This story is part of the SoJo Exchange from the Solutions Journalism Network, a nonprofit organization dedicated to rigorous reporting about responses to social problems. It was originally published by The Daily Yonder.
Susan Corbett, the founder of Maine’s National Digital Equity Center (NDEC), lives in one of America’s most remote rural regions.
The population density is under 10 people per square mile.
Winters are brutal.
Health care can be hours away.
She knows first-hand how fast her community can tumble without a safety net.
When the pandemic’s shelter-in-place order went into effect in 2020, Corbett and her team witnessed the severe isolation and loneliness of many elderly people in her community.
The Digital Equity Center responded quickly. Working with a philanthropy, they sent out fully loaded tablets with cell connectivity and a Zoom link to people over 70.
“The instructors would use the phone to teach them how to turn on the computer saying, ‘Run your finger up the side of the tablet and press the button it on,’” Corbett said.
“The goal was to get the person to click on the Zoom link. When they did, you can imagine their pure joy when connecting for the first time and seeing the instructor.”
Elaine Abbott was one of Corbett’s instructors. Today she is a community and economic development planner for Sunrise County Economic Council.
“We are dinosaurs,” she said candidly in an interview. “Our infrastructure is so outdated that it is absolutely frightening. The communities throughout our county know that digital equity and infrastructure go hand in hand. We’ve been slow getting started but we are working fast to catch up.”
Since the pandemic, Corbett, Abbott, and others have been working with the region’s Passamaquoddy tribal leaders, broadband consultants, state agencies, and regional boards to assess the region’s needs and develop a broadband coalition strategy providing access to all citizens of Maine, regardless of their zip code.
Last month, National Digital Inclusion Alliance (NDIA) named Maine’s National Digital Equity Center as one of 18 grant recipients from across the country to become part of the nation’s first National Digital Navigator Corps.
In their press release, NDIA stated the grants will go toward hiring community-based digital navigators alongside programmatic and technical support to help thousands of residents gain much-needed access to the internet, devices, and digital skills training.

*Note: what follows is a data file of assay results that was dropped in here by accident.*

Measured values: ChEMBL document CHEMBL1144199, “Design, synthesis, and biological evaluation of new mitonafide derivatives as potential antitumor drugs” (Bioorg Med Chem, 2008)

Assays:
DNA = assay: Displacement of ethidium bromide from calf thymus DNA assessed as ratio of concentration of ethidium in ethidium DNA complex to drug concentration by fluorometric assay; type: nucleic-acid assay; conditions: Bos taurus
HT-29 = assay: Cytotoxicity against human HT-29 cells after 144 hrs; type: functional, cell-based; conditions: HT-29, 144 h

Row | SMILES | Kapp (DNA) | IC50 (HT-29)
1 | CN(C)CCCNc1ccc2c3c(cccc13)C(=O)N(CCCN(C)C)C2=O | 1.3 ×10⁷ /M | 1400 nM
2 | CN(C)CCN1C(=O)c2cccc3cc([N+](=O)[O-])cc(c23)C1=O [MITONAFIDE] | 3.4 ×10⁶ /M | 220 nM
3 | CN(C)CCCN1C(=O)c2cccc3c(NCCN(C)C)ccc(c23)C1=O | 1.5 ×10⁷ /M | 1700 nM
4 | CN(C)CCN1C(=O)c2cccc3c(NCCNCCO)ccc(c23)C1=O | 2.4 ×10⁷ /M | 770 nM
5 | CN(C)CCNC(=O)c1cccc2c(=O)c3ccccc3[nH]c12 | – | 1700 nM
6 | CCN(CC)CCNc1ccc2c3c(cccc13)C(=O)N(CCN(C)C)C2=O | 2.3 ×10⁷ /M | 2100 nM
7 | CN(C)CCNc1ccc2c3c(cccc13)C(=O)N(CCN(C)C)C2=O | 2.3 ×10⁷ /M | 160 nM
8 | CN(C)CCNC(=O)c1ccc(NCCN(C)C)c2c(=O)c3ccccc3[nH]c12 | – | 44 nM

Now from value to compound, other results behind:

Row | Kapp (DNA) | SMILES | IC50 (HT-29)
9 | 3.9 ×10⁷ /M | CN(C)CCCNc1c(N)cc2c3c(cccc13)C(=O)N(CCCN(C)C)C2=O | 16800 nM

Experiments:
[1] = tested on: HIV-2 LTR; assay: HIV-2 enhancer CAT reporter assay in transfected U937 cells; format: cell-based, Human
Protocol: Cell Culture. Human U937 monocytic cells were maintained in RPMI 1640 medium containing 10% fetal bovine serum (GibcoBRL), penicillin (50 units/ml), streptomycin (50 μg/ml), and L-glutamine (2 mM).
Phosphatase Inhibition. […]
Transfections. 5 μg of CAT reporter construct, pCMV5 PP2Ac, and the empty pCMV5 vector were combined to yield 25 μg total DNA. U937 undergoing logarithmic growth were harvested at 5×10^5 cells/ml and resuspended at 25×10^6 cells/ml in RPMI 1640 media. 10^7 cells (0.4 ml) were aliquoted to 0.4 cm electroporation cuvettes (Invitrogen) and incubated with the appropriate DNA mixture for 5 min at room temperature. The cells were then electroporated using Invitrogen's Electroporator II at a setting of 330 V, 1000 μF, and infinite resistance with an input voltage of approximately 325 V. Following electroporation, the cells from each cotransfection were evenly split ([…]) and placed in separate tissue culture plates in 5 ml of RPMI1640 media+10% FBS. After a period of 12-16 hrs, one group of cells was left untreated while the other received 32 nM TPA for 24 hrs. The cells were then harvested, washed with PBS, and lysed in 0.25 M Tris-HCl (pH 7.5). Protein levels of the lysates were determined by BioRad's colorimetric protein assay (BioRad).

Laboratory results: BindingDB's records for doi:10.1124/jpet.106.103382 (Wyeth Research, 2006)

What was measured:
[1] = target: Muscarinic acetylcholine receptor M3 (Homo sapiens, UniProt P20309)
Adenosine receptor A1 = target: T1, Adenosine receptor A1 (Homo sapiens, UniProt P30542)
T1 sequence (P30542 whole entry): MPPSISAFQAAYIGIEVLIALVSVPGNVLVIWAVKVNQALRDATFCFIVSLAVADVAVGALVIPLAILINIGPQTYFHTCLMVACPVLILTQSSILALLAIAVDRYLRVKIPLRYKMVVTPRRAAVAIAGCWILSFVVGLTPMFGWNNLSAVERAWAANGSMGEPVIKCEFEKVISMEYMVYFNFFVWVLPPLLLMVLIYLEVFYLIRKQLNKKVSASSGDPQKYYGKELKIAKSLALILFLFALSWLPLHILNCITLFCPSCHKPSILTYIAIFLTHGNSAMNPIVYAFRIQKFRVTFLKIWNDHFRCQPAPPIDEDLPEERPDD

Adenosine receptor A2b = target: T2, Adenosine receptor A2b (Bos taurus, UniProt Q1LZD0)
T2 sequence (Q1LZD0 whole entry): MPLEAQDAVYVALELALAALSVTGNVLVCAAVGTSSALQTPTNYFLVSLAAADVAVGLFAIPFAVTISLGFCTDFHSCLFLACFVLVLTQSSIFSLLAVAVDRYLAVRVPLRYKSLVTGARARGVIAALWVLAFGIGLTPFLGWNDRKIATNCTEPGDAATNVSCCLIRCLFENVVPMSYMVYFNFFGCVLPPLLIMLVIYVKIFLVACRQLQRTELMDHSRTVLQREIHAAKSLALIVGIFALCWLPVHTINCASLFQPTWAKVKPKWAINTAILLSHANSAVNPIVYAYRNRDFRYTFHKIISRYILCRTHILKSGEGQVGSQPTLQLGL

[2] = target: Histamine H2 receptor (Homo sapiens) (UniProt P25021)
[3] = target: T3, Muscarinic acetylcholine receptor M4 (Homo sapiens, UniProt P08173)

Corbett sees this as an opportunity to train “boots on the ground” navigators to help her own region while creating a navigator model for the state of Maine, and then raise funds for digital navigators statewide.
As the navigator’s training gets underway, Corbett is partnering with Abbott and others building coalitions across the state to make broadband accessible and affordable.
Chris Waite, a tribal broadband consultant for the Wabanaki Nations/Four Directions Development is part of that coalition.
“Without the pandemic, the financial investment from the government would never have happened,” Waite told me during a conversation about the challenges of getting broadband to remote regions.
“Maine, which is probably one of the most divided states with some of the biggest gaps, is coming together. They’re building fiber networks and going that extra step of creating digital inclusion and literacy from the ground up. Without that, it’s not going to work.”
While broadband is being installed, NDEC’s Washington County navigators will work within over 40 towns, some with populations under 25 people.
“Our plan,” Corbett said, “is to hire two navigators. One will work with older adults through the county. The other will hopefully be a tribal member working with communities on tribal lands.
“Navigators will guide people through the entire digital inclusion process, from assessing the full scope of their home connectivity needs, determining the right devices for their need, and directing them towards resources that are suitable both for their skill level and lifestyle.”
“It’s going to take a lot of listening,” Corbett said. “Mapping the needs of the communities they serve will be the first step. For this program to work, we need to take time and do a lot of listening before deciding the path forward. Both communities need to help us design and build this program so that they have ownership of it. The most important thing to do as we launch this program is to ensure we are understanding what the challenges might be for the community and help find a solution.”
Maine Secretary of State Shenna Bellows applauds this work. Raised in a household without electricity until 1985, she sees the lack of broadband access as an even starker disparity than her lack of electricity.
“In this day and age, where you have so much learning taking place online, where work opportunities for certain sectors require the ability to access the internet, where telehealth was mandated because of limitations and restrictions on people’s ability to reach in person services, whole populations are losing pace with change. Even worse, they’re becoming invisible.”
Digital equity is a fundamental part of social equity, Bellows said.
“We can’t have full social equity until every member of the community, including communities of color and indigenous communities, have digital equity,” she said.
“It’s critical and fundamental that we have broadband infrastructure across the country. The digital navigator corps goes hand-in-hand with infrastructure investment.”